On a more immediate level, the carpenters union and SNC Lavalin are co-operating in resolving a grievance that the union filed to the Ontario Labour Relations Board about the use of non-union contracts on Vale’s AER project, which officially started in June with a ground-breaking ceremony at Vale’s Copper Cliff smelter.
The labour board ruled in favour of the union after SNC-Lavalin failed to respond by the deadline to the grievance.
“The Carpenters (Union) and SNC-Lavalin are sophisticated parties with a long bargaining relationship, so it doesn’t surprise me that they are working out a deal,” Voy Stelmazynski told the Star.
At the ground breaking, Vale Canada’s chief operating officer John Pollesel, director of Vale’s North Atlantic base metals operations, said: “This is an historic day for Vale and demonstrates the importance that greater Sudbury plays in our global operations.
“Starting today, we are building a lasting legacy for our employees, the community and future generations who will live and work in greater Sudbury, and that is truly a reason to celebrate.”
In addition to the environmental benefits, the Clean AER Project will result in significant economic benefits to the community, Vale said in a news release. Vale estimates the project will require about eight-million person-hours of additional labour, with 1,300 additional workers needed on-site during the peak construction period.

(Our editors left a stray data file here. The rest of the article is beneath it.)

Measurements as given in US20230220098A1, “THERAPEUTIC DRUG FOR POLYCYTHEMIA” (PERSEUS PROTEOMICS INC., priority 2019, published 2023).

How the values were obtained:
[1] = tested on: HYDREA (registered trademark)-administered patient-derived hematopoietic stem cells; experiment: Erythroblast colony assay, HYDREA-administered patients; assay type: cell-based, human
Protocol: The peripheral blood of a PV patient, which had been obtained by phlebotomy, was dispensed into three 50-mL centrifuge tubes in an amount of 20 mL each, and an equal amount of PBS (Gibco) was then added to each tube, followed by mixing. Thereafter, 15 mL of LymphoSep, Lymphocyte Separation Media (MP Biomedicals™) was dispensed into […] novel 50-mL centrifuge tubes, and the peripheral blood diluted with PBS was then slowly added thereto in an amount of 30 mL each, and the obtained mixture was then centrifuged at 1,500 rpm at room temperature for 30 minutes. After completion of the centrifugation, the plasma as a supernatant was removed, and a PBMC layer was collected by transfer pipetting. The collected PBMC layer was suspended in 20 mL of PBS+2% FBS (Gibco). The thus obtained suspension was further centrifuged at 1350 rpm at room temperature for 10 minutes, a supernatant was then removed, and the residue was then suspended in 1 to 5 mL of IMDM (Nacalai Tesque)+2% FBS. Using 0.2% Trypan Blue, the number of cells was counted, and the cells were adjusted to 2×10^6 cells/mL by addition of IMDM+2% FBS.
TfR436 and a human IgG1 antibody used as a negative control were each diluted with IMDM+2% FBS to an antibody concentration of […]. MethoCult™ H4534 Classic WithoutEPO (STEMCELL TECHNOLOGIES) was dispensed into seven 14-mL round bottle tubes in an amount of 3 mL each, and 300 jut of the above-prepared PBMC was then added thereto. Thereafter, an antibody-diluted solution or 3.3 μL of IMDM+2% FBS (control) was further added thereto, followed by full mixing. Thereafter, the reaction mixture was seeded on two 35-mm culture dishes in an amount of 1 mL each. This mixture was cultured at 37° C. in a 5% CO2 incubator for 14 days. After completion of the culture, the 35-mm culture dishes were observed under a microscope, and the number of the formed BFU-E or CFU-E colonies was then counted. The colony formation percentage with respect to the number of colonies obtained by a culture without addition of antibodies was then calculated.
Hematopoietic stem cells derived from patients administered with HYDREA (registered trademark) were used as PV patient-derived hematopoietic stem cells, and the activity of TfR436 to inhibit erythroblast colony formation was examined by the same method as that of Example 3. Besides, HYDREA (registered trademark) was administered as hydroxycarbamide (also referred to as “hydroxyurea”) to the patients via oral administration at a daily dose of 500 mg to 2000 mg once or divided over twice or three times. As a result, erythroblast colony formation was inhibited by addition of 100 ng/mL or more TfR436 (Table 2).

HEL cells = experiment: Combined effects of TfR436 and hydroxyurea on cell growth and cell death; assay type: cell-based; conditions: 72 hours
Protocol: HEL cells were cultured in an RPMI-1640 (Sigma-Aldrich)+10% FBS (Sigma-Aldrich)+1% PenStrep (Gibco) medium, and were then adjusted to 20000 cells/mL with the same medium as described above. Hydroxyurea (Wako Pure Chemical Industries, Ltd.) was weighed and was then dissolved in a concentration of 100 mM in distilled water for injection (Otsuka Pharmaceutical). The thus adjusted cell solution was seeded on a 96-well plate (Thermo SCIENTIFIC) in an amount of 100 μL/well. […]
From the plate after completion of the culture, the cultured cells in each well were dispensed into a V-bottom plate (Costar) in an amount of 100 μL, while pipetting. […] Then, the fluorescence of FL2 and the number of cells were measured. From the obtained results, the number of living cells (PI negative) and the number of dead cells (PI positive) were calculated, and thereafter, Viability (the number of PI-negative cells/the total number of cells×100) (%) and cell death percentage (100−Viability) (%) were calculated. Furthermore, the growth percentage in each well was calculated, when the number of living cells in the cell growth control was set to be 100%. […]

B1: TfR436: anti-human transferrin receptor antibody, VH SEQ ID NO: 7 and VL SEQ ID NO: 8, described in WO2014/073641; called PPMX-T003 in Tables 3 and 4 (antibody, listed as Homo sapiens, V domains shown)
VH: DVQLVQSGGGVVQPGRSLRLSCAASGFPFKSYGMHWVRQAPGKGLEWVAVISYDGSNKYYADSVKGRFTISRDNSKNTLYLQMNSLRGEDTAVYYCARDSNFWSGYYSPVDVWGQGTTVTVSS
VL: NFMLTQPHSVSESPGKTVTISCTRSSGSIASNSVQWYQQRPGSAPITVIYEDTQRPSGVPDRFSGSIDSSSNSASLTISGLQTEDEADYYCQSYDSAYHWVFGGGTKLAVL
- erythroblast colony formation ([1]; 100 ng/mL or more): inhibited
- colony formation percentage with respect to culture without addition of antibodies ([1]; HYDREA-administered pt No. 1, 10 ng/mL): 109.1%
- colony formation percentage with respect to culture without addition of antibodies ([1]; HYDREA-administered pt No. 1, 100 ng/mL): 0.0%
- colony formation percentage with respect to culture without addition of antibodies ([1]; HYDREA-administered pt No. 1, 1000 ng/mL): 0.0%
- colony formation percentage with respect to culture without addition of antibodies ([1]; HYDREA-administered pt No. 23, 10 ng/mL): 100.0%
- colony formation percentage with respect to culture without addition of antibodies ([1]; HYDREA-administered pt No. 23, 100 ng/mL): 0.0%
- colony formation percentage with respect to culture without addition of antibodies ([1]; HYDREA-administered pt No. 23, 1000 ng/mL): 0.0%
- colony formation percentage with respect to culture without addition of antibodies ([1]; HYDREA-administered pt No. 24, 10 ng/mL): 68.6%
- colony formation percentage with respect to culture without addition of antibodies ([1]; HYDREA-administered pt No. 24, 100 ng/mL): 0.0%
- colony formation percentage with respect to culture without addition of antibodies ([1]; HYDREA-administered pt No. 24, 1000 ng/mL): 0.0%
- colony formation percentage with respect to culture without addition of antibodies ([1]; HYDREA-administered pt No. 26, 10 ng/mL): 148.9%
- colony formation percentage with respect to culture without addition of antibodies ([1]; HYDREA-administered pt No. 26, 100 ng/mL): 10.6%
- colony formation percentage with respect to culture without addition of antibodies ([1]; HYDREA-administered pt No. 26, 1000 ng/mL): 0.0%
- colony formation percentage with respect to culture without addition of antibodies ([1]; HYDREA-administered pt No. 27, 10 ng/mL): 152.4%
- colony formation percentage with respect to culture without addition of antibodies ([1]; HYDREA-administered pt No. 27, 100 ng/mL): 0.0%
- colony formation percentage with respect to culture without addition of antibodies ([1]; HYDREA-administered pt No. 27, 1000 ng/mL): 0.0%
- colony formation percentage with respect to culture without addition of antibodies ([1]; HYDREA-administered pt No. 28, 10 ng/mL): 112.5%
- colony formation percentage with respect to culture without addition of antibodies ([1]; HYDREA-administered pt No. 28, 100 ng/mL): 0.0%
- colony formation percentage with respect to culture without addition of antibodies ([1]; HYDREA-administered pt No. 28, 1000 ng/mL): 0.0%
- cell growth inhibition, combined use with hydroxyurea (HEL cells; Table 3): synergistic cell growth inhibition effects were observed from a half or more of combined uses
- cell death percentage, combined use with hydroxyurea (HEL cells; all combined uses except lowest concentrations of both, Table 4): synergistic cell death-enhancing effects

“Vale’s Clean AER groundbreaking represents yet another chapter in the success story that is the re-greening of Sudbury, and speaks to the company’s commitment to the environment,” said Ontario northern development and mines minister Rick Bartolucci. “Just as our government has moved the yardsticks toward more sustainable mining practices, it is heartening to see Vale is proactively working to improve its own practices.”
Construction will involve a complete retrofit of Vale’s smelter converter aisle, the construction of a new secondary baghouse and wet gas cleaning plant, a second acid plant, and new material handling facilities to better prevent dust from entering the community, all while the smelter will continue to operate.